73% compared with those from control rats.
A further increase in the respiration rate of
the cells from both animal groups was
achieved by adding lactate to the incubation
medium containing hexanoate. since lactate
is a gluconeogenic substrate which increases
the ADP availability. Under these condi­
tions, too. the oxygen consumption was sig­
nificantly higher (+55%) in the cells from
cold-acclimated animals than in those from
control rats.
In the presence of oligomycin. an inhibi­
tor of ATP synthase, the minimal rate of
oxygen consumption necessary to balance
proton leak and maintain a high ApH+ was
determined. Obviously, a decrease in oxygen
consumption occurred in the cells from both
groups of animals. This decrease was not
attributable to a fall in cellular ATP levels or
to a resulting interference with fatty acid
activation, as the concentration of oligomy­
cin employed by us has been shown not to
cause a marked depletion of cellular ATP,
probably by a compensatory increase in the
rate of glycolysis [31]. Under these condi­
tions, too, the cells from cold-acclimated rats
exhibited a respiration rate significantly
higher (+44%) than cells from control rats.
Due to an increase in the relative contri­
bution of the liver weight to the total body
mass in cold-acclimated rats, the increases in
respiratory rates after 15 days of cold expo­
sure were much more marked when the re­
sults were expressed on a 100-gram body
weight basis (table 2).
Rat Liver Mitochondrial Mass in
Control and Cold-Acclimated Rats
Rat liver mitochondrial mass was deter­
mined by assaying the succinic dehydroge­
nase activity in liver homogenates and in
isolated liver mitochondria (table 3). The
specific activity of this enzyme was not af­
fected by cold exposure but when the activity
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Table 2. Hepatocyte respiration in cold-accli­
mated rats
230
Iossa/Liverini/Barletta
Table 3. Rat liver mitochondrial mass in cold-acclimated rats
Control rats
Succinic dehydrogenase activity in the homogenate
pmol/min X g wet liver
Succinic dehydrogenase activity in isolated mitochondria
pmol/min X mg protein
Mitochondrial proteins, mg/g wet liver
Mitochondrial proteins, mg/liver/100 g body weight
9.5±0.5
13.7 + 0.8*
0.28 ±0.02
34 + 2
116± 12
0.28 ±0.03
49 ±4*
216 ± 21 *
The values are the means ± SEM of 10 different experiments.
p < 0.05 versus 0.
was assayed in the liver homogenates and
expressed per gram wet liver, significant
changes occurred, namely, an increase of
about 44% in cold-acclimated rats in respect
to control rats. Thus, the increased total suc­
cinic dehydrogenase activity reflected an in­
crease (+44%) in the mitochondrial mass per
gram wet liver in cold-acclimated rats. When
the data are expressed per liver, this increase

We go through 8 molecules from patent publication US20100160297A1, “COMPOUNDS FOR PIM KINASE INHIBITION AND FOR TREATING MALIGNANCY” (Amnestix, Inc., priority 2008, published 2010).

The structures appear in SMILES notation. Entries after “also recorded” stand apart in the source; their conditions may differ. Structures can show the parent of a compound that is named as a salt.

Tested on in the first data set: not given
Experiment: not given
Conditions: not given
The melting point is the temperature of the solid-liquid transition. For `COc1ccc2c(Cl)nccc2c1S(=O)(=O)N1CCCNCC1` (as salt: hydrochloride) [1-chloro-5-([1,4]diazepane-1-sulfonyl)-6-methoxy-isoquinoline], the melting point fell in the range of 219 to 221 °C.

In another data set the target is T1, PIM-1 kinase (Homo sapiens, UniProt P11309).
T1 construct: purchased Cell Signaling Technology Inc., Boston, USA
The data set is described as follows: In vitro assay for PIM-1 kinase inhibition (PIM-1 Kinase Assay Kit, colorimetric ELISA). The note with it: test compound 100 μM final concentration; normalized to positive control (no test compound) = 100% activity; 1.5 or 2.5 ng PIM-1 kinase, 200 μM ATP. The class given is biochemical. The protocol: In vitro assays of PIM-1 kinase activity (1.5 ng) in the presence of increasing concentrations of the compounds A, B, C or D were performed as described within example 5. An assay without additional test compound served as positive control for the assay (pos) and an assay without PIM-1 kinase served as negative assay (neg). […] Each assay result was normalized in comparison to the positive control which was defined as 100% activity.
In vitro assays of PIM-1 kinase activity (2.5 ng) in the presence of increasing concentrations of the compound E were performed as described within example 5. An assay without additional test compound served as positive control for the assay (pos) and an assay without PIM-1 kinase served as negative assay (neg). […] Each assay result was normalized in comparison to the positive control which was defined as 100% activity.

was much more marked (+88%).
ADP-Stimulated Respiration o f Isolated
Rat Liver Mitochondria from Control
and Cold-Acclimated Rats
The effect of 15 days of cold exposure on
ADP-stimulated (state 3) respiration of rat
liver mitochondria was studied using lipid
and nonlipid substrates to involve different
modes of transportation into the mitochon­
dria, different dehydrogenases and different
sites of entry of reducing equivalents into the
mitochondrial respiratory chain. The high
values of RCR (8.3) and ADP/O (2.6) ratios
obtained with glutamate, and also with all
the other substrates utilized [data not
shown], indicated the high quality of the
mitochondrial preparation. Moreover, no
significant difference was observed in the
RCR and ADP/O values of mitochondria
from rats living at the two different environ­
mental temperatures [data not shown]. Liver
mitochondria from cold-acclimated rats had
higher rates of state 3 respiration than con­
trol animals with all the substrates utilized,
except when the succinate was the substrate
(fig. la). In fact, state 3 respiration of mito­
chondria from cold-acclimated animals in­
creased by 110, 47 and 45% using glutamate,
or pyruvate + malate, or palmitoyl-camitine
+ malate as the substrate, respectively. Due
to the increase in the liver mitochondrial
mass in cold-acclimated rats, the increases in
respiratory rates in these animals were much
more marked when the results were ex­
pressed per gram wet liver (+200, +112 and
+ 109%, respectively) (fig. lb); moreover, a
significant increase (+33%) in state 3 respi­
ration occurred also with the succinate as the
substrate (fig. lb).
As shown in figure 2, mitochondria from
cold-acclimated rats had higher rates of ATP
production per gram wet liver than those
from control animals, whatever the substrate
utilized.
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*
Cold-adapted rats
Cold Adaptation in Rat Liver
231
0
15
Days o f cold exposure
I Succinate
H i Glutamate
Pyruvate * malate
E33Palmitoyl
carnitine * malate
I
I Succinate
■ Glutamate
•y/A Pyruvate + malate
IDS Palmitoyl
carnitine » malate
Ouabain-Suppressible Oxygen
Consumption in Isolated Hepatocytes
from Control and Cold-Acclimated Rats
We have measured oxygen consumption
in isolated liver parenchymal cells from con­
trol and cold-acclimated rats in the presence
and absence of 1 mM ouabain and the results
are shown in table 4. The specific Na/K
ATPase inhibitor, ouabain, decreased oxy­
gen consumption by 13% in hepatocytes
from control rats and by 18% in those from
cold-acclimated animals. The ouabain-suppressible oxygen consumption in hepato­
cytes from cold-acclimated rats was in­
creased by 130% compared with the value
observed in hepatocytes from control rats,
indicating that 25% of the increase in oxygen